Skip the caramelised onion and celery, the browned meat and sautéed greens, the toasted nuts and dried fruit, yada-yada-yada … and still end up with a crusty, buttery, second helpings–worthy stuffing.

Photo: Rocky Luten


  • 1 pound bread, cubed (about 1 1/4-inch) and stale (see step #1 below)
  • 1 cup (2 1/2 sticks) unsalted butter, plus more for greasing the pan
  • 5 teaspoons (packed!) minced sage
  • 2 cups vegetable stock, plus more if needed
  • 1 teaspoon kosher salt
  • teaspoon freshly ground black pepper
  • 3 large eggs


  1. There are two ways to get perfectly stale bread: 1) Spread the cubes out on a rimmed sheet pan and let sit, uncovered, at room temperature for 12ish hours until dried out. Or, because I never remember to do that, 2) Spread out on a sheet pan and toast in a 250°F oven for about 30 minutes minutes until dried out. 
  2. Heat the oven to 425°F. Butter a 13×9-inch baking dish. 
  3. Add the sage to a very large, heat-proof mixing bowl. This is where you’ll be tossing the stuffing.
  4. Brown the butter: Add the butter to a large skillet and set on the stove over medium-high heat. Cook, stirring gently and occasionally, until it browns and smells very nutty—8 to 10 minutes. (If possible, don’t use cast iron, which makes it harder to discern the butter’s color.) What’s happening here is: The milk solids are separating, falling to the bottom of the pan, and toasting. That’s why, after the butter foam subsides, you’ll start seeing lots of brown spots. They go from barely there to golden to chocolatey to burnt quickly, so don’t walk away from the stove. The goal is to get them as dark as possible, for the deepest flavor. As soon as you’re scared they’re about to burn, pour the brown butter on top of the sage. It should hiss and make a big fuss.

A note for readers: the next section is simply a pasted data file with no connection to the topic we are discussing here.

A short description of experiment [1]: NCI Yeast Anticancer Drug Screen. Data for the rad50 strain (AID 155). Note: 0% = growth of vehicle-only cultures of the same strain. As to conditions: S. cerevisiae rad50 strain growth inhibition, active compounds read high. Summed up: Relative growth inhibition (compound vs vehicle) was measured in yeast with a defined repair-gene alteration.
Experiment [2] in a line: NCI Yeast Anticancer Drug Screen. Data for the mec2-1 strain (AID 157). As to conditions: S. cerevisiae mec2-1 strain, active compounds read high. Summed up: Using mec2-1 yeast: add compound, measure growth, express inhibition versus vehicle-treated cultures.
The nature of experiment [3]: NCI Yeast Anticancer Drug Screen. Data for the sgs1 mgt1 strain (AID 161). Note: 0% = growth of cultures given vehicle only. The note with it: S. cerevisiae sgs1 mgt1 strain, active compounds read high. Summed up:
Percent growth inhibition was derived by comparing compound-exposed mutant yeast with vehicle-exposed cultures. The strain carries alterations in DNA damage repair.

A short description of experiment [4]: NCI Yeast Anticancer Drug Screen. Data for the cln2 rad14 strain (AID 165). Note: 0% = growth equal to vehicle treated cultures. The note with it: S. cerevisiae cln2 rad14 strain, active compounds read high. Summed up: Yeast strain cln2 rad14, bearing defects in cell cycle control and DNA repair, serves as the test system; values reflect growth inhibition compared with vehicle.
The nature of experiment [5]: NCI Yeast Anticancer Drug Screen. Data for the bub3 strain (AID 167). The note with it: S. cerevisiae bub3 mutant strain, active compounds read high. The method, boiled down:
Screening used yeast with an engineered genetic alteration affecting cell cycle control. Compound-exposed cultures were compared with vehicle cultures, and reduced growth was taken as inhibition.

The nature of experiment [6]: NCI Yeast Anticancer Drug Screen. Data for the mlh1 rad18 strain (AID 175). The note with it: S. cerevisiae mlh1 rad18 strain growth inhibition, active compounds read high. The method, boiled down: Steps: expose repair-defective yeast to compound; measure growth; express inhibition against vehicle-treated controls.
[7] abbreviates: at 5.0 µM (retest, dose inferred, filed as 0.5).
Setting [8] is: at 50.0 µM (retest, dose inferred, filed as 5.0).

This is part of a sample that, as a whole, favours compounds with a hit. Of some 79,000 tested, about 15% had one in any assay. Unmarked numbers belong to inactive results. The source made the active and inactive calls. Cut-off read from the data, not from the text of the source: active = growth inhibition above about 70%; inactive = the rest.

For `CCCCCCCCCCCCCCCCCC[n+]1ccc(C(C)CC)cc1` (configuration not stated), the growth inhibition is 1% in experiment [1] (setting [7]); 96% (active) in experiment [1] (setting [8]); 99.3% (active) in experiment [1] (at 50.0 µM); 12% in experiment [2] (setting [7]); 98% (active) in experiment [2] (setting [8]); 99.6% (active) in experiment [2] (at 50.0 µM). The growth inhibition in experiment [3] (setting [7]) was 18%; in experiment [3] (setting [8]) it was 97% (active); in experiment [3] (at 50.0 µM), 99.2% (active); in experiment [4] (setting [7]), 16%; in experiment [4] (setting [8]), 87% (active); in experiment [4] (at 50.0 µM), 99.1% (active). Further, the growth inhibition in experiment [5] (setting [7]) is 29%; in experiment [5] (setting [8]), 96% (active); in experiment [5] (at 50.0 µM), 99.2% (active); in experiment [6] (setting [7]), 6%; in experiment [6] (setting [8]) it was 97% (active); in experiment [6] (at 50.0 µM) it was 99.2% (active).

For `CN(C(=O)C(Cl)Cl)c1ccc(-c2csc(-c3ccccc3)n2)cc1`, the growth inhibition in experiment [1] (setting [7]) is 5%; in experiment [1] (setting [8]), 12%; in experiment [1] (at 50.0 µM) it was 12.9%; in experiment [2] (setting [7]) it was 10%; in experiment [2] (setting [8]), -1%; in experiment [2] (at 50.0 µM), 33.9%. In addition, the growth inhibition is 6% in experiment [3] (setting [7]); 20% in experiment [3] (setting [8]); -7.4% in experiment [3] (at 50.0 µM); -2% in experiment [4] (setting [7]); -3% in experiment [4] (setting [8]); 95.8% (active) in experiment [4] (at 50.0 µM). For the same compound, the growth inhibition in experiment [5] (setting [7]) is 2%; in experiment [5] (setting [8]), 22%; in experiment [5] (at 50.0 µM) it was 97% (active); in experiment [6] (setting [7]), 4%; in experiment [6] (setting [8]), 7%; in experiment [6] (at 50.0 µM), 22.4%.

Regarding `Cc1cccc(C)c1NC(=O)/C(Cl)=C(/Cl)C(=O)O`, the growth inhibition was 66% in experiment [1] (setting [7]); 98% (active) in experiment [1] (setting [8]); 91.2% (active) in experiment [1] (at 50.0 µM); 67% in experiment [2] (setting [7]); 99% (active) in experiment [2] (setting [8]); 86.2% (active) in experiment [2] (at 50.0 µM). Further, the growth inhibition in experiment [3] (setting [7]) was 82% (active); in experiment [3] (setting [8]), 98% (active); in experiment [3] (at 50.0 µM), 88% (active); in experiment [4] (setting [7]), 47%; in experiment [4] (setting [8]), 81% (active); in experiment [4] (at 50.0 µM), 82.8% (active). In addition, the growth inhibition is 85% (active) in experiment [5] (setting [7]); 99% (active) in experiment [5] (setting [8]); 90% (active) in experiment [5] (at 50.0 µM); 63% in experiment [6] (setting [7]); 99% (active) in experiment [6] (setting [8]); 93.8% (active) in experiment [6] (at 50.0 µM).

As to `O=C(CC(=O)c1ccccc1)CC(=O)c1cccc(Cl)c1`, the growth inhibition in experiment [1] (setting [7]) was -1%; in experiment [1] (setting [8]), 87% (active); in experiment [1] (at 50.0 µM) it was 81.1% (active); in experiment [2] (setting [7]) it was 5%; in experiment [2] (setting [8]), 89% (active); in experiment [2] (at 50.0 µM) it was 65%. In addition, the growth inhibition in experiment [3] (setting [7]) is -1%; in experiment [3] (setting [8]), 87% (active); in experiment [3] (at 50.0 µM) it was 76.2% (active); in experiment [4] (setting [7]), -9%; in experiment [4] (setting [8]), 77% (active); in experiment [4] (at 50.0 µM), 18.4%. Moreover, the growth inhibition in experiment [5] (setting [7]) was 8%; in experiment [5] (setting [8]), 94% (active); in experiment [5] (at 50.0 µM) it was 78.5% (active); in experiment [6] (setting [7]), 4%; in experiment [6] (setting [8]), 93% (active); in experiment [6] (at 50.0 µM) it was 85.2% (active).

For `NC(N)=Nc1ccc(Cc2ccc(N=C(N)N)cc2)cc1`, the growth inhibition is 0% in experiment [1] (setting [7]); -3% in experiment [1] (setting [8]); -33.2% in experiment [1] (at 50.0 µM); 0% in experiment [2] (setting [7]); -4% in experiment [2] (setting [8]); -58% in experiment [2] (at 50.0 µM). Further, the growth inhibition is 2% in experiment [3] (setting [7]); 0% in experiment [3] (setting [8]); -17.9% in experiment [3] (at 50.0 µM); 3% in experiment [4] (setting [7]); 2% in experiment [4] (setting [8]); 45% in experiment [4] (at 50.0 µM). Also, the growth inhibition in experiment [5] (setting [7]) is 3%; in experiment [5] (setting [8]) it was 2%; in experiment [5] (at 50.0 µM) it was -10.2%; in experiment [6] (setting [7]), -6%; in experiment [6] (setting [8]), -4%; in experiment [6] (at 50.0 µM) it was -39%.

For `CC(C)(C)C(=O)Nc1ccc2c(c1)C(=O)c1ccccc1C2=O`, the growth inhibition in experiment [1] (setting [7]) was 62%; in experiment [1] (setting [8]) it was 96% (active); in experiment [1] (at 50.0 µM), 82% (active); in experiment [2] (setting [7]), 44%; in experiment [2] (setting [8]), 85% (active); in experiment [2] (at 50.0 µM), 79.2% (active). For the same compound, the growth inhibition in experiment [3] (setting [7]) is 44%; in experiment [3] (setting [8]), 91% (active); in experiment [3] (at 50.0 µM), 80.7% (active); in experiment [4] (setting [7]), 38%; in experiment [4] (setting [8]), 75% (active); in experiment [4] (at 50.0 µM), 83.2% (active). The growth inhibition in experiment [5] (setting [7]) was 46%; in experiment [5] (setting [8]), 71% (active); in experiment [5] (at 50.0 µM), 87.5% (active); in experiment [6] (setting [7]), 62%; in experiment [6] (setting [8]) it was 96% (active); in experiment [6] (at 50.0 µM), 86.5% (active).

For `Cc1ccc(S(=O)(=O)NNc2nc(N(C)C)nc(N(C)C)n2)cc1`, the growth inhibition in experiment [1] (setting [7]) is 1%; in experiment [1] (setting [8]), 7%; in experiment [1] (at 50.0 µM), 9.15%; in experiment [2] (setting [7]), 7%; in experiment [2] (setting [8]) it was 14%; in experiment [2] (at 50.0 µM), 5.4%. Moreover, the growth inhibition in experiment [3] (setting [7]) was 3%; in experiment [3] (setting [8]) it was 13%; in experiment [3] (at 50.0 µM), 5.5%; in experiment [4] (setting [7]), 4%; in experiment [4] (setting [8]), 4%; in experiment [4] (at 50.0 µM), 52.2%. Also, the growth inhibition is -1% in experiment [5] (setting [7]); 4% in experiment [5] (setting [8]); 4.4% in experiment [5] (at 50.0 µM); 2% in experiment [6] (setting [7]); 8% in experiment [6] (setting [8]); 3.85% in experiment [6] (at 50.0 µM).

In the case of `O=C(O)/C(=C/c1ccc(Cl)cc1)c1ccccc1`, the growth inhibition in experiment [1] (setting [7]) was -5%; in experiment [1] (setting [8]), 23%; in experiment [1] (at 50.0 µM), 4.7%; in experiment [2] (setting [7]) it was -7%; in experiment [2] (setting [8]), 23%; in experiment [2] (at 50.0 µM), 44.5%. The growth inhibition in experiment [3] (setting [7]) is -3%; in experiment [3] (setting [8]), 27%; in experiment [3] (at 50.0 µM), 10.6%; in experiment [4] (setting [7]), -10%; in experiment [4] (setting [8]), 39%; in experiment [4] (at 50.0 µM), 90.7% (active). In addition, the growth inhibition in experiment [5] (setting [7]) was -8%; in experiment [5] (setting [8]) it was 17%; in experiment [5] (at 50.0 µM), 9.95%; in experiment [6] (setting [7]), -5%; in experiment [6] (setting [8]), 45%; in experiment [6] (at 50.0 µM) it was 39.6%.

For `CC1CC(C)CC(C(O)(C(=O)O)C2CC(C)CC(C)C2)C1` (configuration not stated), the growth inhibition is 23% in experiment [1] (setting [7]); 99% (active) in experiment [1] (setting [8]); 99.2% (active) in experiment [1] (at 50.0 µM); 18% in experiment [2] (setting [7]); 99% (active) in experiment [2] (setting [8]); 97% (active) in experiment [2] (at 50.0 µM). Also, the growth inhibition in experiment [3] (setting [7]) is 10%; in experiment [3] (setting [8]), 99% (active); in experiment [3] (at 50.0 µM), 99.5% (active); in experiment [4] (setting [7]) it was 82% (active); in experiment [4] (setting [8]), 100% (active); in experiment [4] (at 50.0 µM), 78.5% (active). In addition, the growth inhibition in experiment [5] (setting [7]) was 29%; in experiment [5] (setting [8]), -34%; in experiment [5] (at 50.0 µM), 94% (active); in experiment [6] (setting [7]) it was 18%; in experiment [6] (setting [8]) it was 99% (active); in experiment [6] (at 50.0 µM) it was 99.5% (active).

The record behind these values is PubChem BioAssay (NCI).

5. Add a splash of vegetable stock to the emptied skillet and use a wooden spoon or spatula to scrape up the remaining browned butter bits. Add that to the bowl with the sage and brown butter. Now add the rest of the vegetable stock, salt, and pepper, and stir to combine. Add the eggs, break the yolks with a spoon, and stir to combine. Add the dried-out bread. Toss until completely coated. (The bread should be saturated, but not soaking. If it seems dry, add a little more stock.) 
  6. Transfer the stuffing mixture to the buttered baking dish and smooth out so it fills the dish evenly. Bake for about 30 minutes, until the top is deeply golden brown. It’ll be bubbling a bit when it comes out—that’s good. 
  7. Serve hot or warm.